What to Do in the Moment of a Meltdown, Part 3

This is part 3 of a 3-part series answering the question:
What do I do in the moment when my child is hitting, kicking, screaming, or completely withdrawn? 
Today, we look at what to do after the meltdown to help prevent the next one from happening.  This post includes strategies for recovering and reconnecting with your child, as well as some concrete actions you can take to prevent the next “lid flip.”

Repair and Reconnect

After the explosion or implosion, it is essential to reconnect and repair the relationship.  Here’s how.

1. Recognize your child’s good work

Whatever happened, your child did the best they could to get through the challenging situation.  You can use this as a time to recognize any strategies they may have used, or at least tried to use.  Recognizing the good will help them repeat it.

This may sound like:

  • I noticed you were really trying to tell me what was frustrating for you.
  • I think you tried to solve the problem by _____.  It just didn’t work so well this time.  We’ll think of a different way.
  • I think it was a good idea when you went outside.  It seemed to help.

2. Ask questions

Once everyone is calm, you can ask your child what was and was not helpful in the moment:

  • That was pretty challenging.  Can you tell me more about what happened on your end?
  • Do you remember what was so frustrating for you at the beginning? What started it all?
  • Can you tell me something that was definitely not helpful to you?
  • Was there something I did or you did that was helpful?
  • Is there something I can do in the future to make it easier when we’re in a similar situation?

This will give you a little more information to help you possibly solve the problem that caused the meltdown, or be a more effective helper in the moment the next time big emotions arise. 

3. Let them know what you are working on

Regardless of what they did, it can be affirming for the child to hear that you struggled, too.  This sounds like, “I want to apologize for yelling at you.  I was very frustrated, and I bet there was a better way to tell you that.”  Or, “That was really hard for me, too.  I don’t always know what to do when you’re having a tough time, and I can see now that what I tried didn’t work at all!” 

You can also tell your child what you’re trying.  For example, “I’m working on using a calmer voice when I’m getting frustrated about toys on the floor because I know it makes things even harder when I use a loud voice.” 

This does not excuse the toys on the floor; rather, it recognizes that communicating while angry is a skill we are all working on. 

Prevent the Next Meltdown

The best – in fact, the only – intervention for “the moment” is to solve the problems that are causing the child to melt down in the first place.  We have well-researched strategies for doing this, which you’ve heard me talk about in other posts.  This involves sitting down with your child and asking them about the unsolved problem that lead to “the moment.”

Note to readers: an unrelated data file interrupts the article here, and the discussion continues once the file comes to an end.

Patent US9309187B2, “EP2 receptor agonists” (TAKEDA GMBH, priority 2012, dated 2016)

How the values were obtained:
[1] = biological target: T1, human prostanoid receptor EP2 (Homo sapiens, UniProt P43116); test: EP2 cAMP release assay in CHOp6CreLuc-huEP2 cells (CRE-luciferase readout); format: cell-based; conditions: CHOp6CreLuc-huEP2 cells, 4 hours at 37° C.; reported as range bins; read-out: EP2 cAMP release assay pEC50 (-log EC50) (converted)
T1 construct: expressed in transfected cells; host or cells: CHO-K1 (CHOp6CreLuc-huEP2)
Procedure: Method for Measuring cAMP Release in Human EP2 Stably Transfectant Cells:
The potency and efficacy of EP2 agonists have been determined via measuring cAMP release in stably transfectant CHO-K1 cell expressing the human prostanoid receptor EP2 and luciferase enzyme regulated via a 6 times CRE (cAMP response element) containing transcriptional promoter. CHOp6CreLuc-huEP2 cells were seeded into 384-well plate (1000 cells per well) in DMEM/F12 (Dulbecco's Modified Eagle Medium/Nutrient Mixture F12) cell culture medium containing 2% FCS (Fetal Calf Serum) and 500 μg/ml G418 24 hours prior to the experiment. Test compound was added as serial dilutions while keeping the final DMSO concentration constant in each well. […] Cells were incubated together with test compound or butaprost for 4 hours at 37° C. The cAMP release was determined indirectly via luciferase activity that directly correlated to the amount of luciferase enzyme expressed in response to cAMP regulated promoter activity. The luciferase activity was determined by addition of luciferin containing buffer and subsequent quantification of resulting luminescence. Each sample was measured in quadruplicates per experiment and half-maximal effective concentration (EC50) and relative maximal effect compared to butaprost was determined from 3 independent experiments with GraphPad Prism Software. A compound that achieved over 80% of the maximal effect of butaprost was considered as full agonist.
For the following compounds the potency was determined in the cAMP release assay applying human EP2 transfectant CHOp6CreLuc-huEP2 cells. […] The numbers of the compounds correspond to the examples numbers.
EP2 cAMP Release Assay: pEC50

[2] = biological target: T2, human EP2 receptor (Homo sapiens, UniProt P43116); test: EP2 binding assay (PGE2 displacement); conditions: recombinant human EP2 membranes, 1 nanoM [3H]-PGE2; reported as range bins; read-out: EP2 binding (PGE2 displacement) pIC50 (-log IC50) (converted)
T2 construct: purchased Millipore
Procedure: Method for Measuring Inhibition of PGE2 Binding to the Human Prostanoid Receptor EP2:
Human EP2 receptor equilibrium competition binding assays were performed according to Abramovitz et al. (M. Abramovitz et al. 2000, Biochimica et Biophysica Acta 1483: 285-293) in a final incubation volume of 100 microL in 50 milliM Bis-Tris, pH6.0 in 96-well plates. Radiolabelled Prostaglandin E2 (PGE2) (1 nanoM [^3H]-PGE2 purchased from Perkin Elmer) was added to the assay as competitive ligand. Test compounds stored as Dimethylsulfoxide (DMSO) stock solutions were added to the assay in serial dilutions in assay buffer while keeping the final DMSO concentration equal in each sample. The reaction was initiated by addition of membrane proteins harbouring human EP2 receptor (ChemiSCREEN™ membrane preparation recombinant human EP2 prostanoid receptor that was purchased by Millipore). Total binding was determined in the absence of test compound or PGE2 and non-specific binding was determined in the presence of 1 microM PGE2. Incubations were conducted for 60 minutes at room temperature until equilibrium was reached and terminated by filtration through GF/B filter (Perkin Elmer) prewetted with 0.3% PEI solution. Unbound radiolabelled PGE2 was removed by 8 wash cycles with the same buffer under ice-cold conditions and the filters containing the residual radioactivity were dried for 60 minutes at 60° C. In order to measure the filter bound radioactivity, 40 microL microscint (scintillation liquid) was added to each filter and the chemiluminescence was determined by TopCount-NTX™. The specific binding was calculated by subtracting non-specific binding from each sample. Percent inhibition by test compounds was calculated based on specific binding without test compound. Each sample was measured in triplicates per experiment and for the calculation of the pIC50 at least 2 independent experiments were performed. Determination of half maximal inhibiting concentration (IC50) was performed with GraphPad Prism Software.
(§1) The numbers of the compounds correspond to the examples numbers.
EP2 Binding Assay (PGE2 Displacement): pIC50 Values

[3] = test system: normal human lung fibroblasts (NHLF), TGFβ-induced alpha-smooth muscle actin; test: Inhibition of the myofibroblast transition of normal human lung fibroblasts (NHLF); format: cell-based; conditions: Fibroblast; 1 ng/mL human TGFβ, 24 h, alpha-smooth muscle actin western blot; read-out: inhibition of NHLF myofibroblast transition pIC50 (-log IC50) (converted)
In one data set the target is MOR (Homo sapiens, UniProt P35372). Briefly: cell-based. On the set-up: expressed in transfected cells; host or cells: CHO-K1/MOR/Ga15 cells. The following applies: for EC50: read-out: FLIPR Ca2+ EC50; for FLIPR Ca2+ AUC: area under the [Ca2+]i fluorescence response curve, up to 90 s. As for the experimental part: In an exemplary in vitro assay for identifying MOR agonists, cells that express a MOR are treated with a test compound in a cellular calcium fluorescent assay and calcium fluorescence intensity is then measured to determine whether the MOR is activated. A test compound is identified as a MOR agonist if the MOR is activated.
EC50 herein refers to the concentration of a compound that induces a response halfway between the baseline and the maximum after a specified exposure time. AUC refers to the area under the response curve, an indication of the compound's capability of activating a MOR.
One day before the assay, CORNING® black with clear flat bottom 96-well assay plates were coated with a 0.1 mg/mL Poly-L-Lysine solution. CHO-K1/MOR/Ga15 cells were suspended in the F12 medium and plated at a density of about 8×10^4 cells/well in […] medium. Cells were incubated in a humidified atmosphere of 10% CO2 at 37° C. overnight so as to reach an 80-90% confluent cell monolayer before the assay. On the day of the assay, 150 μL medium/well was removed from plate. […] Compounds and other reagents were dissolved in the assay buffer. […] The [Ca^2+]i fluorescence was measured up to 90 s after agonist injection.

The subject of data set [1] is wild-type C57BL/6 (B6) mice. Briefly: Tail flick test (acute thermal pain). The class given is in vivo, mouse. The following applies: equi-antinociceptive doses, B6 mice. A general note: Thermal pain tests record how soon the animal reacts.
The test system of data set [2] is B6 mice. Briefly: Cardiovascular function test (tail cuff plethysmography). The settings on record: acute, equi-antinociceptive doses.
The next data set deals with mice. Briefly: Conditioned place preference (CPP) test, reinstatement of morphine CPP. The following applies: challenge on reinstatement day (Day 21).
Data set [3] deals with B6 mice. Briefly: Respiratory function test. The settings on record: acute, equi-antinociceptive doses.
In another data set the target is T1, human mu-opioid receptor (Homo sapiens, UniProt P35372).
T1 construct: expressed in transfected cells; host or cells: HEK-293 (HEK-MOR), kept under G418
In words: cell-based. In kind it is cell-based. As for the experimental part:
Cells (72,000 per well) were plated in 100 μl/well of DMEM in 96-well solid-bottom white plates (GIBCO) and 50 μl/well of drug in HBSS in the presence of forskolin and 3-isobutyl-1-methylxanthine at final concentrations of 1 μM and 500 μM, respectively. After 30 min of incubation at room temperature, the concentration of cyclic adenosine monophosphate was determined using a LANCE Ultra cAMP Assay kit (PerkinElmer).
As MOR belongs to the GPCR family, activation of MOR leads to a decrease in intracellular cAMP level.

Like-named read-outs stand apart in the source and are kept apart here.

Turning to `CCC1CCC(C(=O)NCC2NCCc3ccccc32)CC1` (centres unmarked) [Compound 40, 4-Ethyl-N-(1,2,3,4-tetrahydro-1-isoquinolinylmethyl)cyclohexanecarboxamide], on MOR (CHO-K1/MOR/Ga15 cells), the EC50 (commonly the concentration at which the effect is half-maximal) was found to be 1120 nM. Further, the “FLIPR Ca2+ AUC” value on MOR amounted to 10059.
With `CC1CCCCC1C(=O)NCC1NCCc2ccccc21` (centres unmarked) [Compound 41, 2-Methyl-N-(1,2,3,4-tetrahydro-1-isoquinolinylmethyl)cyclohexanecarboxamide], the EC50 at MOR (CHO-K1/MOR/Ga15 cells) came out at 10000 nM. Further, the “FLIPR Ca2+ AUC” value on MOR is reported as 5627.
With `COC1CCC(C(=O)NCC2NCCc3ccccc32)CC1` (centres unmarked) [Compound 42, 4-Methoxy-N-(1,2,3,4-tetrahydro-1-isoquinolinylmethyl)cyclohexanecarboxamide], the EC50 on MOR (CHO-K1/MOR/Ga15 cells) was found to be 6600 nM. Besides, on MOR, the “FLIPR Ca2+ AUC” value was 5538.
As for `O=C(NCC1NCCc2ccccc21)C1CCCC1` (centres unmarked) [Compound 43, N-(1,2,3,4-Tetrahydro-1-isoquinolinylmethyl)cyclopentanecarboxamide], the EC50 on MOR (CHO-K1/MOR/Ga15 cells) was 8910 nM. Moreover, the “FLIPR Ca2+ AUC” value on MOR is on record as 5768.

However, the most common question I get from parents is:

How do I stabilize my home so that I have enough space between meltdowns to even start proactively solving problems?

So, while you’re learning how to get to the root, here are a few basics to help [you and] your sensitive children cope with day-to-day challenges:

1. Schedules and Routines

The world is very random and unpredictable when you are small.  Adults have control, which can put young people on the defensive.  Predictability and choice are the antidote

Create a daily schedule (and if you’ve done this in the past – re-create it) and review it with your child each morning. 

Better yet, create it collaboratively with you child by finding a few spots in the day where they can have choice.  Go over any changes or potential changes in your typical routine that they may have to prepare themselves for. 

During your schedule review, you can also remind them of any strategies or solutions you’ve discussed for predictably challenging times during the day, keeping these ideas front of mind.

2. Use Visual Prompts

Many sensitive children struggle to process verbal information in the moment.  Add pictures to your daily schedule to help.  For older children, this may mean rough sketches on a whiteboard, while younger children may enjoy more colorful illustrations.

For younger children it can also be helpful to have a picture menu of options for what to do when bored, frustrated, sad, or even too hyper. 

3. 5:1

Research shows that kids respond best to corrective feedback if they are also given a lot of positive feedback.  5:1 is the magic ratio.  Kids who struggle with self-regulation skills generally get a lot of negative feedback throughout the day, and this is wearing – on both of you!

To work up to 5:1, it can be helpful to notice when you give your child corrective feedback (no, don’t, that’s wrong) and match it with as many positives (thank you for ____, that was helpful, I noticed you did ____) as possible.    

4. Give choices

Get in the habit of offering a choice.  “Do you want waffles or cereal for breakfast?” can be a more helpful way to ask a child to sit down to breakfast than saying “Sit down for breakfast.” 

5. Build vocabulary for big feelings

The more words kids have to talk about feelings, the more they will use them.  Here are a few awesome choices for young children, but let me know if you’d like more here.

I hope this was helpful.  Hang in there and breathe deep.